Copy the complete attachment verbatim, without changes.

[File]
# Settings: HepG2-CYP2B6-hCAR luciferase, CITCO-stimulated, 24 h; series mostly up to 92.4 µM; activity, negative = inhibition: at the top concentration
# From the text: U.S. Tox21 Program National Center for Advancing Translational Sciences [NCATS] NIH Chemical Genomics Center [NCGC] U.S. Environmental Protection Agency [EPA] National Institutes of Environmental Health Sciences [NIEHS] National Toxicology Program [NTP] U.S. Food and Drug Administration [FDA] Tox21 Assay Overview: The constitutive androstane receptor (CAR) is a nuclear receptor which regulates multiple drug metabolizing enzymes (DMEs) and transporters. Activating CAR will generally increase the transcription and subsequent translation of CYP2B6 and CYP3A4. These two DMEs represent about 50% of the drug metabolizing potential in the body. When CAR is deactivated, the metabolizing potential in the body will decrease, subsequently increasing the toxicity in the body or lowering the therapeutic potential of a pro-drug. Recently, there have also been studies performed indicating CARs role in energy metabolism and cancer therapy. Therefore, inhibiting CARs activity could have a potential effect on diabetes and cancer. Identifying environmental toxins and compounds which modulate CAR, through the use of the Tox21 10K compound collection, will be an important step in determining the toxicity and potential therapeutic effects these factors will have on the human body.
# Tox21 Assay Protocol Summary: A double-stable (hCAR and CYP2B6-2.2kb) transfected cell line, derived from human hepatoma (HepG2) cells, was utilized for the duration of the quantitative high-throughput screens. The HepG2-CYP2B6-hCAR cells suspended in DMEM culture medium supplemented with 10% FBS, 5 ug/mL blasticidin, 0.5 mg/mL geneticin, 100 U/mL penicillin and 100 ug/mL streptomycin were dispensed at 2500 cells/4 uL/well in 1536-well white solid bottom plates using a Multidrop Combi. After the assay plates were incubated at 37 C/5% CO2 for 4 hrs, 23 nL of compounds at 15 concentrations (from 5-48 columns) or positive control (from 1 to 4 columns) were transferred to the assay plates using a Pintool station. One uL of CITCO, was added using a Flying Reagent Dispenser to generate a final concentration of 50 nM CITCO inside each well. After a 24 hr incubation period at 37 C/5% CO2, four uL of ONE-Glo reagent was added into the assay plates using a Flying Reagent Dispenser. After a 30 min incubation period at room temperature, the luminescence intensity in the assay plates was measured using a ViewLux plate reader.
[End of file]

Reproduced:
# Settings: HepG2-CYP2B6-hCAR luciferase, CITCO-stimulated, 24 h; series mostly up to 92.4 µM; activity, negative = inhibition: at the top concentration
# From the text: U.S. Tox21 Program National Center for Advancing Translational Sciences [NCATS] NIH Chemical Genomics Center [NCGC] U.S. Environmental Protection Agency [EPA] National Institutes of Environmental Health Sciences [NIEHS] National Toxicology Program [NTP] U.S. Food and Drug Administration [FDA] Tox21 Assay Overview: The constitutive androstane receptor (CAR) is a nuclear receptor which regulates multiple drug metabolizing enzymes (DMEs) and transporters. Activating CAR will generally increase the transcription and subsequent translation of CYP2B6 and CYP3A4. These two DMEs represent about 50% of the drug metabolizing potential in the body. When CAR is deactivated, the metabolizing potential in the body will decrease, subsequently increasing the toxicity in the body or lowering the therapeutic potential of a pro-drug. Recently, there have also been studies performed indicating CARs role in energy metabolism and cancer therapy. Therefore, inhibiting CARs activity could have a potential effect on diabetes and cancer. Identifying environmental toxins and compounds which modulate CAR, through the use of the Tox21 10K compound collection, will be an important step in determining the toxicity and potential therapeutic effects these factors will have on the human body.
# Tox21 Assay Protocol Summary: A double-stable (hCAR and CYP2B6-2.2kb) transfected cell line, derived from human hepatoma (HepG2) cells, was utilized for the duration of the quantitative high-throughput screens. The HepG2-CYP2B6-hCAR cells suspended in DMEM culture medium supplemented with 10% FBS, 5 ug/mL blasticidin, 0.5 mg/mL geneticin, 100 U/mL penicillin and 100 ug/mL streptomycin were dispensed at 2500 cells/4 uL/well in 1536-well white solid bottom plates using a Multidrop Combi. After the assay plates were incubated at 37 C/5% CO2 for 4 hrs, 23 nL of compounds at 15 concentrations (from 5-48 columns) or positive control (from 1 to 4 columns) were transferred to the assay plates using a Pintool station. One uL of CITCO, was added using a Flying Reagent Dispenser to generate a final concentration of 50 nM CITCO inside each well. After a 24 hr incubation period at 37 C/5% CO2, four uL of ONE-Glo reagent was added into the assay plates using a Flying Reagent Dispenser. After a 30 min incubation period at room temperature, the luminescence intensity in the assay plates was measured using a ViewLux plate reader.